Traits in separate lineages that are similar, not because of common ancestry, but because of convergent evolution — like the long, sensitive noses of shrews and elephant shrews — are known as analogies. Likewise, the spiky fur of the tenrec and that of the hedgehog are analogies — as are the digging claws of moles and golden moles. Homologies, on the other hand, are structures that are similar because they were inherited from a common ancestor. The new species Rhynchocyon udzungwensis, for example, was identified as an elephant shrew by the homologies it shares with other elephant shrews — a long nose, large eyes, big ears, delicate limbs, and other anatomical features. And on a larger scale, elephant shrews were identified as Afrotherians, not by their trunk-like noses, but by the genetic homologies that revealed them to be the evolutionary cousins of their namesake, the elephant. When modern scientists classify and name organisms, there's more to it than just superficial similarity. Biologists must distinguish analogous similarities from homologous similarities and base their classification on the homologies that represent deep evolutionary history — and that indicate how a newly discovered twig species attaches to the tree of life.


Read more about it

Primary literature:

  • Murphy, W. J., Eizirik, E., O'Brien, S. J., Madsen, O., Scally, M., Douady, C. J., Teeling, E., Ryder, O. A., Stanhope, M. J., de Jong, W. W., and Springer, M. (2001). Resolution of the early placental mammal radiation using Bayesian phylogenetics. Science 294(5550):2348-2351.

  • Nishihara, H., Satta, Y., Nikaido, M., Thewissen, J.G.M., Stanhope, M.J., and Okada, N. (2005). A retroposon analysis of Afrotherian phylogeny. Molecular Biology and Evolution 22(9):1823-1833.
    read it

  • Rovero, F., Rathbun, G. B., Perkin, A., Jones, T., Ribble, D. O., Leonard, C., Mwakisoma, R. R., and Doggart, N. (2008). A new species of giant sengi or elephant-shrew (genus Rhynchocyon) highlights the exceptional biodiversity of the Udzungwa Mountains of Tanzania. Journal of Zoology 274(2):126-133.
    read it

  • Springer, M. S., Cleven, G. C., Madsen, O., de Jong, W. W., Waddell V. G., Amrine, H. M., and Stanhope, M. J. (1997). Endemic African mammals shake the phylogenetic tree. Nature 388:61-64.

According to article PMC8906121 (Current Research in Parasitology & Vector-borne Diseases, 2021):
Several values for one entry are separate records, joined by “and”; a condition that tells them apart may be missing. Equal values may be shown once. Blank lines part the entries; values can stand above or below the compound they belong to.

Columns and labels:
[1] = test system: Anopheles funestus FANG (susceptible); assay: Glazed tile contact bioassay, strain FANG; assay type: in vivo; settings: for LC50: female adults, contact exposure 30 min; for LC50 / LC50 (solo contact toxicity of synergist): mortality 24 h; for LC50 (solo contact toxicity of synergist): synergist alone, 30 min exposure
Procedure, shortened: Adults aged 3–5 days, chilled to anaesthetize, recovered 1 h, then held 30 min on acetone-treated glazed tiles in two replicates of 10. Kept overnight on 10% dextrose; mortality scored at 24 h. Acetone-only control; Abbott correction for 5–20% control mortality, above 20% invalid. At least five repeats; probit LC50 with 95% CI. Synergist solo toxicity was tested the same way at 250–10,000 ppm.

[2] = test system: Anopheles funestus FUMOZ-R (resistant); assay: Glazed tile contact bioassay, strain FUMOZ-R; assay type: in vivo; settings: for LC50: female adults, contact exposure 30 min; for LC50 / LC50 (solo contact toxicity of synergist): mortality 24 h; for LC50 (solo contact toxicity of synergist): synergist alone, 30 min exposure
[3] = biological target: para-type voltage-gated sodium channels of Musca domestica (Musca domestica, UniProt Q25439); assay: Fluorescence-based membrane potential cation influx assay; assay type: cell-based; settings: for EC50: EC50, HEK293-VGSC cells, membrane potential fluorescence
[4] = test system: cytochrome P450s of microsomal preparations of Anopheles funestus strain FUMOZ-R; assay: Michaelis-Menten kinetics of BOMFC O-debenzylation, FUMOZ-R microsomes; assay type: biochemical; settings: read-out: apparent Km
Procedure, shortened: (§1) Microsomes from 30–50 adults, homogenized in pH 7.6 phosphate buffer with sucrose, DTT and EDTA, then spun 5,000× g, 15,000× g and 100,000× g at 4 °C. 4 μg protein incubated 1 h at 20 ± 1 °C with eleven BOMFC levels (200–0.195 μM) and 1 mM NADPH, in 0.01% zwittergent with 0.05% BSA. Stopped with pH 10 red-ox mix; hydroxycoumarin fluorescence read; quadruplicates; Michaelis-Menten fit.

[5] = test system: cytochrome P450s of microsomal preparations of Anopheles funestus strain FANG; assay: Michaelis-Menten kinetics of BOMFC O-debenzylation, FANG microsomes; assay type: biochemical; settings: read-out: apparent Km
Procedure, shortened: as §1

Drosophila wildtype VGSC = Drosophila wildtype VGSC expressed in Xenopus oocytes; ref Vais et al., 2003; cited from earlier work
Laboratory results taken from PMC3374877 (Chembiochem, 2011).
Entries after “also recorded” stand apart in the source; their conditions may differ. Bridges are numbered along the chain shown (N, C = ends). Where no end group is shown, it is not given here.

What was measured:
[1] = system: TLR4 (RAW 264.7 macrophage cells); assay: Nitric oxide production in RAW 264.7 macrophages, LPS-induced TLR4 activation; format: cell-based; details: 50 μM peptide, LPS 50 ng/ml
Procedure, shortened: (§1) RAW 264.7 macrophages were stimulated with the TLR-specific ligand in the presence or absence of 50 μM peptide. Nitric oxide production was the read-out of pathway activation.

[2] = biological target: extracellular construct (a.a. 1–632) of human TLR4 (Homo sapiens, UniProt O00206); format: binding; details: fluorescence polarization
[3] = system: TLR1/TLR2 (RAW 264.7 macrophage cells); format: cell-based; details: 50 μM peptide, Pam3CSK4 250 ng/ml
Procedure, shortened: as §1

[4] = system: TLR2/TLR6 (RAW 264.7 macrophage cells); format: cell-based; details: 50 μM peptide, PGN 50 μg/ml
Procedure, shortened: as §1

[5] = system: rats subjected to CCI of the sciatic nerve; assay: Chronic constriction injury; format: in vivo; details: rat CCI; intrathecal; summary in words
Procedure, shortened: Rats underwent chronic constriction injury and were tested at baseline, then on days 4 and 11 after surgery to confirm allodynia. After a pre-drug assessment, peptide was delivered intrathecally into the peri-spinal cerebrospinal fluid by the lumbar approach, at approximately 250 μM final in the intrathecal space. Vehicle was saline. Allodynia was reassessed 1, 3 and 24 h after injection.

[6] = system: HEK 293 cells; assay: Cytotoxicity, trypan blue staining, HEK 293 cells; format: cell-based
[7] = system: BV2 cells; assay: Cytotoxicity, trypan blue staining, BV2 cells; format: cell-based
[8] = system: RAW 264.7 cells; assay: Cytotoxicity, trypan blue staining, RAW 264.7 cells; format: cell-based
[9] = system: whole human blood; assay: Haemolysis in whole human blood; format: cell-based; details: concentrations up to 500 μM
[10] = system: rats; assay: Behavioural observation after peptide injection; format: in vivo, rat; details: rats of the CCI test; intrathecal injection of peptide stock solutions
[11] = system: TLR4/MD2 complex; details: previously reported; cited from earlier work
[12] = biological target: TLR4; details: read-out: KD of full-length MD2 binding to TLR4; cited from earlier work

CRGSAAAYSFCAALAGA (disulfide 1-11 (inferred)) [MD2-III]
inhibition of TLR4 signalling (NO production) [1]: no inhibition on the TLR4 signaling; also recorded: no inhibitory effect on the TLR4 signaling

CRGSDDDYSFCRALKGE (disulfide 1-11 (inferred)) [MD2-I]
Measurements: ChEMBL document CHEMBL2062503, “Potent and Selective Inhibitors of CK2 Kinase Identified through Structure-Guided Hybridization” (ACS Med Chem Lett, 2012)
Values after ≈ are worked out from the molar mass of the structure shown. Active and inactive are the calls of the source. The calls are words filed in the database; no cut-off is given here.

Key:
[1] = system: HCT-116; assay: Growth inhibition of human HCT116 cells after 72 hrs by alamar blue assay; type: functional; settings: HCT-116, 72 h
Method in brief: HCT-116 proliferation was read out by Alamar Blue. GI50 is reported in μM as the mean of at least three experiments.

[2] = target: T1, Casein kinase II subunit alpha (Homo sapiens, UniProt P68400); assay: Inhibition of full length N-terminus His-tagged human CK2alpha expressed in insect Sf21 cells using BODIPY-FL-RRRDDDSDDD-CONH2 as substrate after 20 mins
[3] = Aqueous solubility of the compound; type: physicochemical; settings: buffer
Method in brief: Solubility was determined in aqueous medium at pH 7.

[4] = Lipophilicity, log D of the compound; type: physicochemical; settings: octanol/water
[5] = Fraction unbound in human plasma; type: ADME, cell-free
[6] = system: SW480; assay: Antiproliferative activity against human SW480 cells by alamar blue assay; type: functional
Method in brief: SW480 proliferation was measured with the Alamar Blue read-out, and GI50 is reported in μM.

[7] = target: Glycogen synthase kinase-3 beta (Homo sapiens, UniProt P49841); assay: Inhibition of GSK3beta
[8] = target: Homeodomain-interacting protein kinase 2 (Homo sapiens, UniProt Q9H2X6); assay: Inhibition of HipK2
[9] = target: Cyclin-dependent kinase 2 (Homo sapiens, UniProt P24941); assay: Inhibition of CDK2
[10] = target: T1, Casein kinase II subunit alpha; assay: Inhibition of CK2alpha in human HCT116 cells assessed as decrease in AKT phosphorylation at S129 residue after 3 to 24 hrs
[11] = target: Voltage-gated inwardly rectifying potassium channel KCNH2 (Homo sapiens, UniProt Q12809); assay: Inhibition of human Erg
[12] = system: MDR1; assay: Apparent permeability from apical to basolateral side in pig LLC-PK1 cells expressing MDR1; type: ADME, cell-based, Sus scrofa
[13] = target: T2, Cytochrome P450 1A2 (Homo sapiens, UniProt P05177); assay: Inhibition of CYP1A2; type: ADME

read it


News articles:

Understanding Evolution resources:

Discussion and extension questions

  1. Name at least three clades to which Rhynchocyon udzungwensis belongs.

  2. Why can't Rhynchocyon udzungwensis be classified as a shrew?

  3. How did scientists figure out that elephant shrews were closely related to elephants?

  4. Review some background information on natural selection. Assume that the ancestor of elephant shrews had a short nose with short whiskers. Explain how elephant shrews evolved long, sensitive nose with perceptive whiskers. Make sure to include the concepts of variation, selection, and inheritance in your explanation.

  5. Shrews, elephant shrews, and elephants all have hair. Is this trait an example of a homology, analogy, or neither? Explain your reasoning.

  6. Do some research to find an example of convergent evolution not mentioned in the article above. Describe the analogous feature and how it might have evolved in the two lineages.


Related lessons and teaching resources

  • Teach about evolutionary trees: In this web-based module for grades 6-12, students are introduced to cladistics, which organizes living things by common ancestry and evolutionary relationships.

  • Teach about classification: In this activity for grades 9-12, students construct an evolutionary tree of imaginary animals (Caminalcules) to illustrate how modern classification schemes attempt to reflect evolutionary history.

  • Teach about classification and convergent evolution: This research profile for grades 9-12 follows scientist Chelsea Specht as she pieces together the evolutionary history of tropical plants and their pollinators — and in the process, tries to figure out how to conserve endangered species.


References

  • Rathbun, G. Elephant shrews or sengis: Biological synopsis. California Academy of Sciences.
    Retrieved February 25, 2008 from the California Academy of Sciences

  • Murphy, W. J., Eizirik, E., O'Brien, S. J., Madsen, O., Scally, M., Douady, C. J., Teeling, E., Ryder, O. A., Stanhope, M. J., de Jong, W. W., and Springer, M. (2001). Resolution of the early placental mammal radiation using Bayesian phylogenetics. Science 294(5550):2348-2351.

  • Nishihara, H., Satta, Y., Nikaido, M., Thewissen, J.G.M., Stanhope, M.J., and Okada, N. (2005). A retroposon analysis of Afrotherian phylogeny. Molecular Biology and Evolution 22(9):1823-1833.

  • Rovero, F., Rathbun, G. B., Perkin, A., Jones, T., Ribble, D. O., Leonard, C., Mwakisoma, R. R., and Doggart, N. (2008). A new species of giant sengi or elephant-shrew (genus Rhynchocyon) highlights the exceptional biodiversity of the Udzungwa Mountains of Tanzania. Journal of Zoology 274(2):126-133.

  • Springer, M. S., Cleven, G. C., Madsen, O., de Jong, W. W., Waddell V. G., Amrine, H. M., and Stanhope, M. J. (1997). Endemic African mammals shake the phylogenetic tree. Nature 388:61-64.


Rhynchocyon udzungwensis photo by Dr. Francesco Rovero; shrew photo by L. Shyamal; hedgehog photo provided by the Soil-net Library; tenrec photo by Gerald and Buff Corsi © California Academy of Sciences